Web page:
Tudor, Lorie, et al
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A work zone in Arkansas was equipped with an automated work zone information system (AWIS). This study evaluated performance of the system to assess the impacts of AWIS on safety.

The site was a 6.3 mile segment Interstate 40 located in Lonoke County. This segment of roadway is considered rural and has an average daily traffic volume of 36,350 vehicles, with 43 percent of traffic being trucks. The AWIS deployed at this work zone site included: a Central System Controller, two highway advisory radios, five traffic sensors, five changeable message signs (CMS), and two supplemental speed stations per lane closure. This system was primarily a queue detection system designed to calculate and report delay times to travelers via changeable message signs at the roadside. To determine delay, traffic sensors were installed upstream of the lane closure or taper. If the difference in vehicle speeds between sensors was greater than 10 mi/h, a variable message sign located upstream would display the message "REDUCE SPEED TO XX MPH," followed by the message "YY MINUTE DELAY." If the difference in speed was less than 10 mph, only the delay message was displayed. In addition, The HAR system at the site provided the public with general work zone information, and informed travelers of expected delays.

The objective was to reduce the number of rear-end and fatal crashes at the site. The effectiveness of the system was determined by an evaluation between the Lonoke County site and two comparable construction sites not using AWIS (Brinkley-Goodwin and Goodwin-East). The analysis found that the fatal crash rate in Lonoke County was lower than both comparison sites. Lonoke County had a lower rear-end crash rate than Brinkley-Goodwin but higher rear-end crash rate than Goodwin-East. These results are summarized in the following table.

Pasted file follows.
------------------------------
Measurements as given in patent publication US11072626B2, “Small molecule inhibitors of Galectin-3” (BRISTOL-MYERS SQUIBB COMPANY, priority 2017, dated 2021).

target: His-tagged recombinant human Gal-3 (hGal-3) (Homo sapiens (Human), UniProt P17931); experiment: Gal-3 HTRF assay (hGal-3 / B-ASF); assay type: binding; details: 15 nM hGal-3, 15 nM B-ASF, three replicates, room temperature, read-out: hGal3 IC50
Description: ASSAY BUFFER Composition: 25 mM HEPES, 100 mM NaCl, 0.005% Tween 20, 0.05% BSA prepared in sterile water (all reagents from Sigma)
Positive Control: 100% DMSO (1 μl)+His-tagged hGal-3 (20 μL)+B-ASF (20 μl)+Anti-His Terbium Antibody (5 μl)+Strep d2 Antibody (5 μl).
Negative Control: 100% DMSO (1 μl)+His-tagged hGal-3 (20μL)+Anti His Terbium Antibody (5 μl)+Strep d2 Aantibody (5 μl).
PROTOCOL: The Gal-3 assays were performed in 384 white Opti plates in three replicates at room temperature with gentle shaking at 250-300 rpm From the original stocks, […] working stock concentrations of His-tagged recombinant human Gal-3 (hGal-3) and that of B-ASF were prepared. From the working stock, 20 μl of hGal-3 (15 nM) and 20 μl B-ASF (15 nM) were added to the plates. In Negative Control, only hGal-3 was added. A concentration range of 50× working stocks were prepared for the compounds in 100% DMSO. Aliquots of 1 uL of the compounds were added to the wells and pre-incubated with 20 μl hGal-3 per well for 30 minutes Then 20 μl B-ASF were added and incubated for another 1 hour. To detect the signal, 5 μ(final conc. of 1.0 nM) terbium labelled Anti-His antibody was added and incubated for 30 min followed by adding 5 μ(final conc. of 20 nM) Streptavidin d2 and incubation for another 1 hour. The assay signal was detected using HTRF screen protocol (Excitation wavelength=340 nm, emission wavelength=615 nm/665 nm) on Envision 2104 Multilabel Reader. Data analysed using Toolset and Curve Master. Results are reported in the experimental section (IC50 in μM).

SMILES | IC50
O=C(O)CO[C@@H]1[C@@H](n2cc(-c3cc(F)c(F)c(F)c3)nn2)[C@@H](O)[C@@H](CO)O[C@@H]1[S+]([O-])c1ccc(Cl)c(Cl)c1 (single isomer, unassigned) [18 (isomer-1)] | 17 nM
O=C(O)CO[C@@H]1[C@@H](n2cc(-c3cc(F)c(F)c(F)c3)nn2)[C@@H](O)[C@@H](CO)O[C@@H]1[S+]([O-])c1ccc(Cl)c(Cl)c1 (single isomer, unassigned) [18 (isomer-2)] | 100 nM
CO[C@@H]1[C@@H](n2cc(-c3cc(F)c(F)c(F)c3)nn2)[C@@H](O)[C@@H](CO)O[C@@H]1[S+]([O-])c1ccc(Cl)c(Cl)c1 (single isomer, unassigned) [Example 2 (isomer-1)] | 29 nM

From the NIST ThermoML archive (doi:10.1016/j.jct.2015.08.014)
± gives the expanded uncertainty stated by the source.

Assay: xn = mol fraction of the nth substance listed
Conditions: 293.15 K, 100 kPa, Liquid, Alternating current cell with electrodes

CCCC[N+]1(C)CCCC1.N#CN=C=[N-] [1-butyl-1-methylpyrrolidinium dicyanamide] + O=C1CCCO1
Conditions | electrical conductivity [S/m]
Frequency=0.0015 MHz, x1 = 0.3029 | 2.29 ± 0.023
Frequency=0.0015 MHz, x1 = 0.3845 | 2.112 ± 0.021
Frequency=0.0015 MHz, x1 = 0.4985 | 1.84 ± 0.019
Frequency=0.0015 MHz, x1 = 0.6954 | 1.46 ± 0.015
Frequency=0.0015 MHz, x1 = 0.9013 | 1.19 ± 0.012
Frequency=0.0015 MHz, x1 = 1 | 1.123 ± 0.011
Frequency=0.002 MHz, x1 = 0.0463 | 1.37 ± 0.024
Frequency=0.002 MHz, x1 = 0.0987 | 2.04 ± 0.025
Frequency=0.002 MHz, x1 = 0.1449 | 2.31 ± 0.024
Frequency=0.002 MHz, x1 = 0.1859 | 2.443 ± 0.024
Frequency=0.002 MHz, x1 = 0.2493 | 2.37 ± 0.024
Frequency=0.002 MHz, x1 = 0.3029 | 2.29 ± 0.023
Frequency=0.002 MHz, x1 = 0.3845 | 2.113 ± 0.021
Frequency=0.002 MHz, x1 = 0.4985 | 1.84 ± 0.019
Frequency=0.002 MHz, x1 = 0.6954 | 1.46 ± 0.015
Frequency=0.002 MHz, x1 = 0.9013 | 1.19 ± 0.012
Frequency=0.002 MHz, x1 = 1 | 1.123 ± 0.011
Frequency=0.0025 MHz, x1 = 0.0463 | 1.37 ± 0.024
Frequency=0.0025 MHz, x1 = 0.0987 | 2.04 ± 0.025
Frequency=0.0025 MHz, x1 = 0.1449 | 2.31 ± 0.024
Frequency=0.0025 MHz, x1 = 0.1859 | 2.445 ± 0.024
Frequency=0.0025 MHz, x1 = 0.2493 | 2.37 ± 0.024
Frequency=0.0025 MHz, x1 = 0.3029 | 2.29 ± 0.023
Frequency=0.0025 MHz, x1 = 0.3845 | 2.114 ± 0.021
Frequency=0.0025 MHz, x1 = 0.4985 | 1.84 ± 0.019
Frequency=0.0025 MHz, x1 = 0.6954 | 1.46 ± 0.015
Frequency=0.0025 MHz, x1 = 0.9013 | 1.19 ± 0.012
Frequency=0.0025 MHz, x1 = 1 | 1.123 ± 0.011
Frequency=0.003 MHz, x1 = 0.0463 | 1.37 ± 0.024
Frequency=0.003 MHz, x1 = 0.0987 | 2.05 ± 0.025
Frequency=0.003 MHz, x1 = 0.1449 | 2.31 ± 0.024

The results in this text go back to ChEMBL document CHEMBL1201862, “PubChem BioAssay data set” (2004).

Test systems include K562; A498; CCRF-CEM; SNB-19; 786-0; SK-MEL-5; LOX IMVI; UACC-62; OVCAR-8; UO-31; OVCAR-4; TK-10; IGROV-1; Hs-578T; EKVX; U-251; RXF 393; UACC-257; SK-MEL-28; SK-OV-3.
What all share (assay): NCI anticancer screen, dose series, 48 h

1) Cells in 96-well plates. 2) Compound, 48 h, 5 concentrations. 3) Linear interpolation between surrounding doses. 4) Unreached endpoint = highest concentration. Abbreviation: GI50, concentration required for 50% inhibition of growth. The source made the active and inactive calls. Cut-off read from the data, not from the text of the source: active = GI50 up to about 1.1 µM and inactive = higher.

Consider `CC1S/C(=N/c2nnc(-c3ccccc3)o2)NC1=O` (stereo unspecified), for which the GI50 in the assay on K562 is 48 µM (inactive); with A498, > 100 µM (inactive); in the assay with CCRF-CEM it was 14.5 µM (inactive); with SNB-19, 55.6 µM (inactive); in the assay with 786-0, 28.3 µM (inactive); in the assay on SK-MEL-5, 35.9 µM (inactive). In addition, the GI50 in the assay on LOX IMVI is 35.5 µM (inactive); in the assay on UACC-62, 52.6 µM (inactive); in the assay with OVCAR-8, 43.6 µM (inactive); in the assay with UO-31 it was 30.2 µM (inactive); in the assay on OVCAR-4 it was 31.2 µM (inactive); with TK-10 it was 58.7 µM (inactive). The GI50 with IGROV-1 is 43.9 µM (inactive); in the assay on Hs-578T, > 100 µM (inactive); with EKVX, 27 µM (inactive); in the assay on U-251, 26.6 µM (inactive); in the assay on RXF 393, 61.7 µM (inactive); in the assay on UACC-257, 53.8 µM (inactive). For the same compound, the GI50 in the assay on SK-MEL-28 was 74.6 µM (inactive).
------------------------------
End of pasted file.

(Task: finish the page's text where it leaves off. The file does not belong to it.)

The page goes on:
Period of Crash Data used in Analysis
Fatal Crash Rate Per 100 Million Vehicle Miles Traveled
Rear-End Crash Rate Per 100 Million Vehicle Miles Traveled
Lonoke County Site (with AWIS)
*July 2000 thru June 2001
Brinkley – Goodwin (without AWIS)
*July 2001 thru December 2001
Goodwin – East (without AWIS)
*July 2000 thru Sept. 2001

*The period of the crash data for these projects corresponds with the time the work zone was active. Crash data was only available through December 2001. Source: Table-3 from Tudor, et al.

The accuracy of the work zone delay information (predicted travel times) was compared to actual travel time. This evaluation found that of the 144 trial runs, 14 travel times were outside the acceptable time difference of 5 minutes (greater or lower). The system was 89.71 percent accurate by these measures.

An interview with the engineer responsible for overseeing work zone construction in Lonoke indicated the system appeared to prevent/reduce rear-end collisions as long as traffic was not backed up past the message boards. The engineer also had the opinion that the system did not improve incident response time.

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Paper presented at the 82nd Annual Meeting of the Transportation Research Board. Washington, District of Columbia
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Deployment of Smart Work Zone Technology in Arkansas
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